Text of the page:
Don't write of prevost XL in the 80's vintage...lots under 15 for seated coach...My understanding you Don't need a cdl for a bus used as a RV as long as you don't get paid to drive it..Indiana rules...I have never been challenged In any other state,an yes I have been stopped and inspected..Happy bussing
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Bob@Judy  98 XLE prevost with 3 slides --Home done---last one! SW INdiana
NewbeeMC9
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« Reply #38 on: April 22, 2010, 07:12:22 PM »

Get the magazine, even if your not real serious.  you will be more ready when you find that deal.  And it'll be the highlight of your month Smiley,  that is not family that is Shocked
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JohnEd
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« Reply #39 on: April 23, 2010, 01:35:43 AM »

Don,

That might be the greatest bargain ever.  Very few here can make that determination.  Actually, that's because it takes TWO.  First get it to a DD dealer and have it run on a dyno and examined by an experienced TWO CYCLE PROFESSIONAL having all the diagnostics at his/her disposal.  Second, get it to a charter bus garage to have the chassis evaluated by a professional.  $3-400 for the DD guy and $2-300 for the one with bus creds. are numbers I have heard and all consider that very smart money spent. The people here should be able to clue you on how much to expect in charges and also of paramount import is where you have the work done and by whom.  Give your location and they will supply directions.

Almost everyone here is trying to tell you that the MCI8 is an inferior platform.  They are suggesting a 9 or 12 will cost a similar amt and be superior from a construction standpoint.  Also consider that the availability of spares/used  parts is an issue.  For my money a good converted 8 would be a good choice if all was well but when you consider the prices today doing your own conversion on an old platform isn't a good idea.  Under the best of conditions you can expect to only recover a fraction of the actual "equip costs" for a conversion and that is quite the sharp stick in the eye for a labor of love done correctly.  Gumpy is the absolute authority on this and you MUST visit his sight and simply read about the coming adventure.  He has done it all and thoroughly documented every step in his site.  .BUT, you will be supported and advised through the entire life of your adventure by these folks regardless of your decisions.

My warmest wishes to you on a happy and fullfilling adventure,

Your friend,

John
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ToppDog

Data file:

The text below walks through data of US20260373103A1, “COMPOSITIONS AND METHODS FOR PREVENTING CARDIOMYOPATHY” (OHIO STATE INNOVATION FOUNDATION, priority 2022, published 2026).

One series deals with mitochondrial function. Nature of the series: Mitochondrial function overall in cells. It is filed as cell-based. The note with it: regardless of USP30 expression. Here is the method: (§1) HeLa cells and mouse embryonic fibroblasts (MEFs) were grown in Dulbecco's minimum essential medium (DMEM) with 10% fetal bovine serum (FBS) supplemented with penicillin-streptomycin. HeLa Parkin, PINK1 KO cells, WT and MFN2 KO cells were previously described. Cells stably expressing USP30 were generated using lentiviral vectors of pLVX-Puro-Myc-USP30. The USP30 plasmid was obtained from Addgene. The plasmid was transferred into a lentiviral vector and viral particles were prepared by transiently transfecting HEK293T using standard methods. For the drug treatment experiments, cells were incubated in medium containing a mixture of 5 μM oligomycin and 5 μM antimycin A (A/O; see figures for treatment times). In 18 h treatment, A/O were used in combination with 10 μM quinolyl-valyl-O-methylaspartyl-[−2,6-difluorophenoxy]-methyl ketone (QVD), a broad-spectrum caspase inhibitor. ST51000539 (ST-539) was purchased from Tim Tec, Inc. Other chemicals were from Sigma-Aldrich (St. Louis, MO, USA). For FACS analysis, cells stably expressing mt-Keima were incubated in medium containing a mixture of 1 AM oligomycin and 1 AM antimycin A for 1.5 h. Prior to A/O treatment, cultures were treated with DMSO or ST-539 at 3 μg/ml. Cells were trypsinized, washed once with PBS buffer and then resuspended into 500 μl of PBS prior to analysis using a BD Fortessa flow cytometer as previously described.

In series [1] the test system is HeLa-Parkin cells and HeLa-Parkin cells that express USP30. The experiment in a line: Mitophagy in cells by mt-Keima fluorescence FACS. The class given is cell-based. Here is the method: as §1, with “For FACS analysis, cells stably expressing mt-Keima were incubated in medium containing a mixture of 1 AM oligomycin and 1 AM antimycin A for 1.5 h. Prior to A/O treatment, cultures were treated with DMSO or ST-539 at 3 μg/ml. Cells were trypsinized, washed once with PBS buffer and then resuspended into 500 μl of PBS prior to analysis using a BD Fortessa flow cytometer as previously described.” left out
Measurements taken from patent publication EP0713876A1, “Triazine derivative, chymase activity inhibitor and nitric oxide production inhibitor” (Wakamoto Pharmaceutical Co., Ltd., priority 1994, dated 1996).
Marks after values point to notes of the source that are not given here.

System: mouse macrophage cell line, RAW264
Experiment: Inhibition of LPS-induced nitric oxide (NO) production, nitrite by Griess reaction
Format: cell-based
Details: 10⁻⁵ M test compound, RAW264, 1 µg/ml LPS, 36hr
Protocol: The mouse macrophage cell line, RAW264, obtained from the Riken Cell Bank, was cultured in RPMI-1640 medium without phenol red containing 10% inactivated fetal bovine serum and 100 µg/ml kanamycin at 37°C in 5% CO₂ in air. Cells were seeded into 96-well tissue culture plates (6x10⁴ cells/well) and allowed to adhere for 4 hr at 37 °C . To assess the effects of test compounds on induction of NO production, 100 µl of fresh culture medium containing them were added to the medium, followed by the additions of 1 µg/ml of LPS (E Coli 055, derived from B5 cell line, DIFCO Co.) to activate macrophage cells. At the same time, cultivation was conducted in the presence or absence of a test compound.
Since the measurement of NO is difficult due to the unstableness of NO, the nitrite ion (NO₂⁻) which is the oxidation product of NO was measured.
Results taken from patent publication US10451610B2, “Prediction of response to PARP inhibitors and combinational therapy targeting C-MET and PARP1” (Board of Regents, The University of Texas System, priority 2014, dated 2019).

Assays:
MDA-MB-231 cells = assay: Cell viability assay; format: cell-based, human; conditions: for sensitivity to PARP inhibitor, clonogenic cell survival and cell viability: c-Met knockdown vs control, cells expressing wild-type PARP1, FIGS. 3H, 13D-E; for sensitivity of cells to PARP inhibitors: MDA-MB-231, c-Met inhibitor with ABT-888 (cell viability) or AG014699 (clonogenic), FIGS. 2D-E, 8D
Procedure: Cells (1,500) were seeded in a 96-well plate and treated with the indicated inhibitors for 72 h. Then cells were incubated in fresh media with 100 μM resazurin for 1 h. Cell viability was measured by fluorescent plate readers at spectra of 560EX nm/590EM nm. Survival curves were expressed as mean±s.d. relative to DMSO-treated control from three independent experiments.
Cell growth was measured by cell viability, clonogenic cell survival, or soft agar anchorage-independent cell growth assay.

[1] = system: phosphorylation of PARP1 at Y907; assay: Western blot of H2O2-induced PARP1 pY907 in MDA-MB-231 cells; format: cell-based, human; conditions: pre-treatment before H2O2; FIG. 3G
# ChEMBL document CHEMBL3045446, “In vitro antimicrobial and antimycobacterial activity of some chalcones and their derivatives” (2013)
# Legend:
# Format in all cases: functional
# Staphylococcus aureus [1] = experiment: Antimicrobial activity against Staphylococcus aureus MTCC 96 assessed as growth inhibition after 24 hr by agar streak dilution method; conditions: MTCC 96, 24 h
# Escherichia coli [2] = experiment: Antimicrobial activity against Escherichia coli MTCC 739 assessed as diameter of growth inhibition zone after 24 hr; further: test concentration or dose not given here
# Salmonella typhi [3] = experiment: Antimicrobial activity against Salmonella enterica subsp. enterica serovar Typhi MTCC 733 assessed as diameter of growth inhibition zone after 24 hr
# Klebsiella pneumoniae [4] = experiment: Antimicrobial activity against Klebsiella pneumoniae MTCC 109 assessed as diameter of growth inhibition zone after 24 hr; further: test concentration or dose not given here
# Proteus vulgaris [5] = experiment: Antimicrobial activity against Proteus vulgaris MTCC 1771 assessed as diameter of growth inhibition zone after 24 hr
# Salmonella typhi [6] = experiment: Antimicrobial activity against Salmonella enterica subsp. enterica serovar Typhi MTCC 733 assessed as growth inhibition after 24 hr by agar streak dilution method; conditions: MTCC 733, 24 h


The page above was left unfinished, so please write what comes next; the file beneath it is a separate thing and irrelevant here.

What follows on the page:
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« Reply #40 on: April 23, 2010, 04:16:53 PM »

Thanks a bunch!  I agree.  There seem to be a ton of 9's out there, & spending time here & reading up on other sites/books is teaching me a lot.  I'll know a lot more by the time I'm able to seriously consider buying that first bus.  Wink

You know how when you're thinking of buying a new car, then all the sudden all you see is tons of that car on the road?  Well, I've been seeing a lot of buses lately.  Grin
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belfert
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« Reply #41 on: April 23, 2010, 05:21:19 PM »

There is no need to make a owner buy insurance for you to test drive read your policy your covered for a test drive never saw a policy where you were not covered for 14 days in another vehicle.

On my policy I am covered for at least 14 days if I buy a car.  Lucky I asked about motorhomes because I found out that motorhomes are not covered unless I specifically buy coverage.  No grace period.  I had to scramble to get my bus covered by insurance just a few days before I was flying out to pick it up.

I assume I am covered for test drives of motorhomes, but I don't really know.
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Brian Elfert - 1995 Dina Viaggio 1000 Series 60/B500 - 75% done but usable - Minneapolis, MN
cody
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« Reply #42 on: April 23, 2010, 11:01:20 PM »

Personally, the simple elegance of an eagle easing into a park with the big detroit rumbling is enough to make me want to relive my wedding night, but a lot of people prefer MCI or other buses, I like iggles lol.  Ive had kids look up at me at stop signs and ask if there was anyone famous onboard, I always quietly tell them it's the Swedish Bikini Team and watch as they try to peer into the windows lol.  Life is good lol.